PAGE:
“We knew it was going to come down to our starters and their starters,” Cheryl Reeve said after Game 5. As the calendar quickly turns to the NBA, college and overseas seasons, don’t sell the achievements of that group short. And don’t forget about Seimone Augustus, the fifth member of one of the most dangerous and accomplished lineups in pro basketball.

MINNEAPOLIS, MN – OCTOBER 5: Seimone Augustus
MINNEAPOLIS, MN – OCTOBER 5: Seimone Augustus /

As great as Fowles was in that series from start to finish, the Lynx needed their guards to make plays. They needed to knock down tough shots.

“Seimone became a passer until her grandma called her in the first round. Her grandma finally called her and said, ‘you probably should score a little bit for this team to win a championship.’ Seimone hit some big shots.” Reeve said.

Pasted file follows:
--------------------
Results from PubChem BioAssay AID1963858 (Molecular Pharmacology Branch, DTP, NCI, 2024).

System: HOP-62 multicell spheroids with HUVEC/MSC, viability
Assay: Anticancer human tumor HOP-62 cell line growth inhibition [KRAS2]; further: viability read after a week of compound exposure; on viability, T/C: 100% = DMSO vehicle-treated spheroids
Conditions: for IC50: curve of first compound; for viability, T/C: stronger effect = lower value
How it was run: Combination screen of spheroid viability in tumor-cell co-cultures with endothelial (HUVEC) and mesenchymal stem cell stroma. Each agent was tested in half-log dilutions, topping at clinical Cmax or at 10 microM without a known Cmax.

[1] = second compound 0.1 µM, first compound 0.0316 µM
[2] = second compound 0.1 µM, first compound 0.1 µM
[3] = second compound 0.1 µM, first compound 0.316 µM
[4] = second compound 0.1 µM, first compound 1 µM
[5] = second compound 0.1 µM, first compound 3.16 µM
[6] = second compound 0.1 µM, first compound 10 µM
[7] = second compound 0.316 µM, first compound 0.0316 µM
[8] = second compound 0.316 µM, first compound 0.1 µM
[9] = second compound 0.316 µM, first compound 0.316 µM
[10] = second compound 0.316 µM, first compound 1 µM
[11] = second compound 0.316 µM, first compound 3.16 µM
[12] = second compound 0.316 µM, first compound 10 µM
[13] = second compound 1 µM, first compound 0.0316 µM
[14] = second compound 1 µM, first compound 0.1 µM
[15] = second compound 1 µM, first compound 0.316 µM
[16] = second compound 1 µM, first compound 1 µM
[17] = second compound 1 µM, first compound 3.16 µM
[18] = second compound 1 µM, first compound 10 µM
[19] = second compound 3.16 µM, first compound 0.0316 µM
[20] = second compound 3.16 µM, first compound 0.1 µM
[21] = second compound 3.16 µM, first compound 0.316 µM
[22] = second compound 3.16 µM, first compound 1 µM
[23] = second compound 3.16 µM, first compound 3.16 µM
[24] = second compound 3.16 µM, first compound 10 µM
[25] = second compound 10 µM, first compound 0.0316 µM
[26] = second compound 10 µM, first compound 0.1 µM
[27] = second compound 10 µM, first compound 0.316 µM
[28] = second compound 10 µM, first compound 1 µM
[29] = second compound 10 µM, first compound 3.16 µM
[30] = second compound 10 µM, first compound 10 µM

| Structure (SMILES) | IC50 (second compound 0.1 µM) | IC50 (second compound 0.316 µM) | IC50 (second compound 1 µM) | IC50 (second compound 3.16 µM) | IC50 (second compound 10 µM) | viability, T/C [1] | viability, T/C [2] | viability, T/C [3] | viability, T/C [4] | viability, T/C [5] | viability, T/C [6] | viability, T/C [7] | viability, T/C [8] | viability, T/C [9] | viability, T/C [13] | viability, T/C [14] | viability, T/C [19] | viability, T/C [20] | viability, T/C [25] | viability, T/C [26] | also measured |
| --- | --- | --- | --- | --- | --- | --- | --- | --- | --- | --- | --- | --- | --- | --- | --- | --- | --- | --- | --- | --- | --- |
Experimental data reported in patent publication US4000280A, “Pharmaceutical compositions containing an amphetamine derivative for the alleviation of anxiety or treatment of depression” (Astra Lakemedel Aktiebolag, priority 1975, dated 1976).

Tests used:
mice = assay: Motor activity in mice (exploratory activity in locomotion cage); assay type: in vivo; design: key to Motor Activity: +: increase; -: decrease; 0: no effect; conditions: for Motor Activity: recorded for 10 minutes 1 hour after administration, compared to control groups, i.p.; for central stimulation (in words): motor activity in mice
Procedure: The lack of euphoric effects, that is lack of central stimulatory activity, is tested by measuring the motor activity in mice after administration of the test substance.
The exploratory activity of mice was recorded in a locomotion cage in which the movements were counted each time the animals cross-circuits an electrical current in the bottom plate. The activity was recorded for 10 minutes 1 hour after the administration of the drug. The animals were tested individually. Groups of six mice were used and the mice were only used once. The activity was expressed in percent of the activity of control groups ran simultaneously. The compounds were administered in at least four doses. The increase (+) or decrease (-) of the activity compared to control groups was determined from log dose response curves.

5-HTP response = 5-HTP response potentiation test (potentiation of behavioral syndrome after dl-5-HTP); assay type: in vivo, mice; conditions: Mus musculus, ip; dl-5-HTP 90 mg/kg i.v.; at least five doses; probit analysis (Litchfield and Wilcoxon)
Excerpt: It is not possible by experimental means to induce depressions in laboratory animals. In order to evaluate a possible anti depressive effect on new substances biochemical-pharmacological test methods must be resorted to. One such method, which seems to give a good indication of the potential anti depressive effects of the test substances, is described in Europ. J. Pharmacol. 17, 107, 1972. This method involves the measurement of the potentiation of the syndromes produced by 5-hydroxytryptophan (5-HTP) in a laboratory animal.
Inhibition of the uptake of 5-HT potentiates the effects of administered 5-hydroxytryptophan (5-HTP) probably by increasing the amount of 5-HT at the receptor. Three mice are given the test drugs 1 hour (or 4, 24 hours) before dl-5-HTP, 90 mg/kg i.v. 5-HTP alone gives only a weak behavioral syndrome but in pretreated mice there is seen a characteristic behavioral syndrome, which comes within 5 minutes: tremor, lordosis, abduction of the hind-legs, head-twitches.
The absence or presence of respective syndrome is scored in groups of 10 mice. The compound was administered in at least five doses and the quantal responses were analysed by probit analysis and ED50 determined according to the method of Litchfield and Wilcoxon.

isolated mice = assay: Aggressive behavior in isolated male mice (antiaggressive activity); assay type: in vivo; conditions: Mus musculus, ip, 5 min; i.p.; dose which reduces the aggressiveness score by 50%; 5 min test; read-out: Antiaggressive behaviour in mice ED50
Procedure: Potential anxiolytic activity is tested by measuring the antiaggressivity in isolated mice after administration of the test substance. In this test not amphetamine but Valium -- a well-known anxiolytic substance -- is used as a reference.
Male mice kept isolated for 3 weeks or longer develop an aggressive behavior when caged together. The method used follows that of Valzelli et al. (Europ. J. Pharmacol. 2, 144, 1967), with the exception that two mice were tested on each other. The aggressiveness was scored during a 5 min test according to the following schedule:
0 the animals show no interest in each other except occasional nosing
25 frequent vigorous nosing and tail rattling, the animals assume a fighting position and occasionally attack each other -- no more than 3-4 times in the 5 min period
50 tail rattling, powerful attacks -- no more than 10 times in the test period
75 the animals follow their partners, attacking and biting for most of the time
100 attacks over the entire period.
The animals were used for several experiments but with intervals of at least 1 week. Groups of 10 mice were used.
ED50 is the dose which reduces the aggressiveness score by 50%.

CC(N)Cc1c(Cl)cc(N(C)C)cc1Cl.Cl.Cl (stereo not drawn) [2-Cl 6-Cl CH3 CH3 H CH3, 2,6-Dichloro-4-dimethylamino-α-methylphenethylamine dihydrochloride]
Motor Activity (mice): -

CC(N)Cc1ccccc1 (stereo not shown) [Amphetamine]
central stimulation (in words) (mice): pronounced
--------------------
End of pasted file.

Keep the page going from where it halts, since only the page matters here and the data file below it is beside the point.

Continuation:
Augustus scored in double figures in each of Minnesota’s three Finals victories. She got going in the first half of Game 5 running around a screen from Fowles and tossing in a floater.


She hit a three after a Fowles offensive rebound moments later. As much as she excels around screens, as a passer and with her crossover in isolations, perhaps a sequence like this one represents her season best.

Offensive rebounds create wild scrambles for any defense when shooting is on the floor. Augustus hit several soul-crushing shots off offensive rebounds in the previous round against Washington. Maybe the phone call from grandma played a part, but her decisiveness to just catch and shoot when she was open really stood out in watching her team all season.

Augustus was just as eager to take shots like that one as she was an elbow jumper coming around a curl. Take that, throw in the passing, the ability to score on isos and you’re looking at a complete basketball player.

Defense matters when tossing around words like complete. The Lynx remained the class of the league on that end once again this season. These Finals called for her to guard All-WNBAer Chelsea Gray.

Gray went off on Minnesota in their building in Game 1 for 27 points, and of course, the game-winning shot.

Thanks largely to Augustus, Gray never got loose to that extent again. Gray hit four threes in Game 1; she went 0-for-7 from deep in the final two games.